The Youth Food Movement was started about 5 years ago in 2011 when my now business business partner, Joanna Baker, and I held a dinner in a restaurant in Sydney where we invited anyone we knew who was young and curious about Australian food and agriculture.

Today we have 5 staff and just over 100 volunteers across the country. Our national team of staff work out of our office in Sydney, and we have 3 volunteer chapters in Sydney, Melbourne, Brisbane and 2 university chapters at Western Sydney University and the University in Tasmania.

We often get asked – what is it in YFM’s approach that makes us tick? Here are a few things I’ve observed that makes us a little bit spesh.

  • We’re positive and talk to solutions. We stay away from feeling bogged down in the issues, how complex and overwhelming they are.
  • We’re inclusive. For us it is counterproductive to exclude anyone from the conversation. We work hard at bring the views of both big and small ag to the table. We work hard at trying to talk to retailers, understand what it is they’re up against as opposed to pointing a finger of blame.
  • We’re about young people talking to other young people. We are harnessing the collective capacity and intrinsic motivation of young people to speak to and engage other young people.
  • We’re non-prescriptive. To us, food doesn’t belong in good or bad categories. We simply try to give ourselves as much info as possible on the impacts of choosing this potato over that potato for example, to empower ourselves to make a conscious choice each time.
  • We’re mainstreaming ag issues. We talk about things like the aging farming population, what are the benefits of tilling soil, what’s stopping young people from choosing agriculture as a career. The types of conversations usually relegated to country towns, not city pubs.
  • We value a young voice and believe it is a crucial, but often missed part of the conversation about our future.
  • We reject certainty. Having all the answers means that you can’t ask any more, and that’s not something we’re a fan of.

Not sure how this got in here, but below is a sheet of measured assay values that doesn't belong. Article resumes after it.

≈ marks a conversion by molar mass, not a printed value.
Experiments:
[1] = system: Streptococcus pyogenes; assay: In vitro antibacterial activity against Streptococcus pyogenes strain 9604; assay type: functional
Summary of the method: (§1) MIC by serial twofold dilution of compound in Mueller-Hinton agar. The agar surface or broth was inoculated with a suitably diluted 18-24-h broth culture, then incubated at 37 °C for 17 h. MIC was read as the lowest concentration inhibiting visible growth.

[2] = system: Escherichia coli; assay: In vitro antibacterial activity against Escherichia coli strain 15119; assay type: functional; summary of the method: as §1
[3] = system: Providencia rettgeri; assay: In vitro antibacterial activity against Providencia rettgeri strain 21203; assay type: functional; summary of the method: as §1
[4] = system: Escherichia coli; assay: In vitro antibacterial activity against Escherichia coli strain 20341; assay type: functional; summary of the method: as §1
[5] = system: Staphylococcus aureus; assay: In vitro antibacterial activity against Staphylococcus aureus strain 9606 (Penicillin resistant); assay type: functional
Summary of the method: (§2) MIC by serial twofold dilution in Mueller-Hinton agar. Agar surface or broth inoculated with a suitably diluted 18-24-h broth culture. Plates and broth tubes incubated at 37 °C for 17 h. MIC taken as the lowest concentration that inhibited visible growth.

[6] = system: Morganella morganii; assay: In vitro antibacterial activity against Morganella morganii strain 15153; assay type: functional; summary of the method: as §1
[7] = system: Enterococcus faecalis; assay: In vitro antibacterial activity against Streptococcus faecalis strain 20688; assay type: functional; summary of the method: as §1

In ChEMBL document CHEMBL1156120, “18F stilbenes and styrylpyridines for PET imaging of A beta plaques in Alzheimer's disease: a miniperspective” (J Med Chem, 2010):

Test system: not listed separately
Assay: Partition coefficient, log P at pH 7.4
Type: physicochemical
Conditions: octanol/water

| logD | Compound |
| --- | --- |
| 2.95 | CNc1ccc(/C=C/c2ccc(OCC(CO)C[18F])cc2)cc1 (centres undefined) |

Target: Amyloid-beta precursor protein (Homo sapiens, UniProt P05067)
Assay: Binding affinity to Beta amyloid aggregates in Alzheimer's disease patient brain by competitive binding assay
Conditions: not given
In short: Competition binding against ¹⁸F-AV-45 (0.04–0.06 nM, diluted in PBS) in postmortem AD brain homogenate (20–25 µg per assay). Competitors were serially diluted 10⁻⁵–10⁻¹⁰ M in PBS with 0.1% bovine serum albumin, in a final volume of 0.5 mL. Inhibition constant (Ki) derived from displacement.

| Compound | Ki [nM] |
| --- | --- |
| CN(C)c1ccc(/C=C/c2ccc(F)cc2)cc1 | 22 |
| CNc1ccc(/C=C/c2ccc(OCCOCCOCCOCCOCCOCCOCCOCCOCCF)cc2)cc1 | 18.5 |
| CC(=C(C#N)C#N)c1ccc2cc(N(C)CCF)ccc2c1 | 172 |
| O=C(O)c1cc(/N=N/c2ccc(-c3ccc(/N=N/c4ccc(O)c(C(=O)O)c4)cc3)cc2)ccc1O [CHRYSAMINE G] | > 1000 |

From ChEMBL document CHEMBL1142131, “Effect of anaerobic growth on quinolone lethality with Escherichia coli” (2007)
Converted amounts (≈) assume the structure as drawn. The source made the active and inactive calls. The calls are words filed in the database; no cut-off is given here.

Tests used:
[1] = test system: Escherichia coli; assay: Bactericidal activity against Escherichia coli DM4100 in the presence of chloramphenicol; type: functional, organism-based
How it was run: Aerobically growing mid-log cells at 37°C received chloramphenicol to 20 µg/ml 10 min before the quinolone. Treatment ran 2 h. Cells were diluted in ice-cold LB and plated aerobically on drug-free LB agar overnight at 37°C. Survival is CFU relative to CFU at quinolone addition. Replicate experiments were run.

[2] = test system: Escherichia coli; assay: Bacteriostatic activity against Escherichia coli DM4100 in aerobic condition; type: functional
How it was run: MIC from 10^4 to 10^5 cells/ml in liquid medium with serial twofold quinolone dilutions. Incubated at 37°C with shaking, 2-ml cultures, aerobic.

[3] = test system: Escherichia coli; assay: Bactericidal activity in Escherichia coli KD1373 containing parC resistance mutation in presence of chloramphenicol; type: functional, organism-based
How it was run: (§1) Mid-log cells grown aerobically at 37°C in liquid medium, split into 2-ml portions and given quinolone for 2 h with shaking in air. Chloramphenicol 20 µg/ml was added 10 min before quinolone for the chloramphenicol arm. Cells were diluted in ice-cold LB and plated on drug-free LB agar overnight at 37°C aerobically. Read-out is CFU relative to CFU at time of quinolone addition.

We know that the people who come to our events change their behaviour. We know that people feel hopeful that they can do something positive and constructive to tackle the issues we’re all facing. We know that after young people participate in our experiential food education they feel more connected to and understand where their food comes from, they have a greater value for agriculture. We also know that 62% of our community, who come from cities, have considered a career in agriculture, but aren’t too sure where to start.

Our event series Meet the Maker is a great example of all these things applied. We bring farmers to a pub in the city where young people can ask all their burning questions, with no journalists in between. At the core of Meet The Maker is the desire to connect producers to their consumers in a meaningful way. We want to break the stereotypes of farmers and farming in these modern times. We want consumers to be able to pose questions to producers, the type of questions that can’t be answered elsewhere. However, we can only have a small, specific part of a discussion within a much larger system. The night’s discussion focuses around these farmers in particular and how they exist within a larger industry. We’re privileged to have these farmers attend the event so our focus is on what makes these farmers unique and what a day in their shoes is really like. Find out where your food comes from and about the people who grow it, feed it, produce it. Taste their produce and understand the story behind the man, chicken or cow that made it.

It’s a new type of food education that’s experiential. It gives the people in the room the chance to hear something new, and test it in real time if it is something they want to believe and act on or not. There are no pamphlets in sight. No experts (other than the farmers) telling people what to do, what to buy, what to eat. And it’s damn fun! Look at us, we’re in a pub talking about the ins and outs of dairy production.

If this is getting you excited – check out how you can be part of a new approach to behaviour change by volunteering!

Image credit: Nikki To 

Alexandra Iljadica


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